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Five Numbers To Avoid When Evaluating Starting Pitchers

They are: 1, 2, 3, 4, and 5. Invariably, with the offseason, people start making their fantasy teams, which contain a lineup and a 1-5 starting rotation. During the long winter, these teams find themselves posted all over the internet, usually looking something like this:

this has to fmarn and some b-prosects for roy hallday.......

sign john lacky for 6 yr 90million $$

.....explode oliver perez in2 the sun

1. johan

2. halldaday

3. lackey

4. pelfry

5. niese/maine


The Mets certainly need pitching help for next season. According to fangraphs, the pitching staff finished 27th in the majors, one of just 6 with a cumulative WAR lower than Albert Pujols alone. My concern here, however, is how we talk about starting pitchers, not a specific solution. The standard 1-5 ranking makes sense, because the 5-man rotation is the centerpiece of all modern pitching staffs. Discussing specific pitchers, or the construction of a rotation, with this 1-5 rubric, however, holds the discussion back.

First, labeling a pitcher a number is vague and virtually meaningless. Numerous times this season, I suffered through a discussion that began along the lines of "I really thought Pelfrey was going to be a solid number two this season, but now I can see he's just a four, or a three at best." What can we surmise from this assessment? That Pelfrey got worse? That he didn't meet someone's vague expectations? It doesn't describe how he's an average pitcher with decent control who needs to throw his slider more often and is heavily dependent on his defense for game management. It certainly does not talk about how with better up-the-middle infield defense, and a pitching coach that kept him down in the zone, he could put up some pretty nice numbers; or that he has been 4.8 WAR in the past two years. In some ways, this way of talking about a rotation is even worse than talking about wins and losses, since at least wins gives you a general, but very imprecise, sense of where a pitcher stands relative to the league. Besides, what does being a #2 mean when your competition is this group:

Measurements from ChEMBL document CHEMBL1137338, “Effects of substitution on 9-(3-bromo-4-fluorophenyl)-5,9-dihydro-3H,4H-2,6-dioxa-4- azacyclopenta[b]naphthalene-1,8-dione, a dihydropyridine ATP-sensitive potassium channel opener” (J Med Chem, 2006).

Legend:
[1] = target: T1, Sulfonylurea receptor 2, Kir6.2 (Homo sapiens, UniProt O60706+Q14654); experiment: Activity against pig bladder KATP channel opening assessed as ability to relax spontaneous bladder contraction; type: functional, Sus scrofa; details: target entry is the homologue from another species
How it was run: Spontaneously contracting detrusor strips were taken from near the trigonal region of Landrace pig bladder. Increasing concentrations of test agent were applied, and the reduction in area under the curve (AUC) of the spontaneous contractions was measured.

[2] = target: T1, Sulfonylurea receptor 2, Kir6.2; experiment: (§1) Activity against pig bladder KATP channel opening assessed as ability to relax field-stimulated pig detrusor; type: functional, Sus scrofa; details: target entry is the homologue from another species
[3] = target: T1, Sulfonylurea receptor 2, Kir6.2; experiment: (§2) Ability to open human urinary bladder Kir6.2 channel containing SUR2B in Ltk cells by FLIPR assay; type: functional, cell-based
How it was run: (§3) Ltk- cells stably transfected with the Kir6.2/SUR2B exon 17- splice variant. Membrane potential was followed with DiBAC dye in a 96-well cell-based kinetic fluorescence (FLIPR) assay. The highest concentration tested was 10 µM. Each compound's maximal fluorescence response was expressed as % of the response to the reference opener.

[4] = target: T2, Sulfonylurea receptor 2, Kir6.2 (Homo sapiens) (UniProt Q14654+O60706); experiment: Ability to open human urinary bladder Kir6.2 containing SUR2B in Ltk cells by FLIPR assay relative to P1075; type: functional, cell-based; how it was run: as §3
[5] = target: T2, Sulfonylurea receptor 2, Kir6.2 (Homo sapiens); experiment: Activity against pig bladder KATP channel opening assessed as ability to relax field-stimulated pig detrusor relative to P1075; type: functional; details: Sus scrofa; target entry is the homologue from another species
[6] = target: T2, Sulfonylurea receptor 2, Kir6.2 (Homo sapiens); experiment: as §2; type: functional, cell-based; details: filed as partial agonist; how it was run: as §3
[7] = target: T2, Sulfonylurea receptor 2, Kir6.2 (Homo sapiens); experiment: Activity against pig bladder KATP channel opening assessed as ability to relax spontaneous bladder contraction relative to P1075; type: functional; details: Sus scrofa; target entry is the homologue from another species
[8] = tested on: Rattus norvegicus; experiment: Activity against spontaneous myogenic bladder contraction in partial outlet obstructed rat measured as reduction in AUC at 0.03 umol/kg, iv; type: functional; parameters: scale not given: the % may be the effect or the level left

Especially in the offseason, the point of accessing a pitcher's value is so that you can compare him to other potential rotation candidates. How deep can a comparison be when everyone is 1-5? We don't compare hitters this way; Albert Pujols is a 3rd-spot hitter, but so is Jose Lopez on his respective team. The inevitable solution is a bunch of equally vague qualifiers like, "Solid 3" or "4 on a good team," which only muddle the picture further.

More importantly, however, the 1-5 ranking is the very framework that has failed the Mets so often. Rotations don't actually go 1-5. Look at the graphic above, which shows eleven pitchers started for the Mets this season, all with varying numbers of innings pitched. For a fanbase that has been so quick to bemoan the lack of depth and forward thinking from the Mets,  penciling-in 4. John Maine 5. Jon Niese seems a tinge hypocritical. By putting them down as "the four" and "the five" you are implicitly expecting that they will pitch the fourth and fifth most innings next year and give the fourth and fifth best performances. Anyone who expects John Maine or Jon Niese a lock for over 100 innings next year is nuts. Many fans wrote down 2. Pelfrey and 3. Perez last season and were perfectly happy to do so at the time.

So, when you talk about pitchers, talk about what they contribute to this team, not where they slot in. Also mention any concerns going forward, and the plan if those concerns become real problems.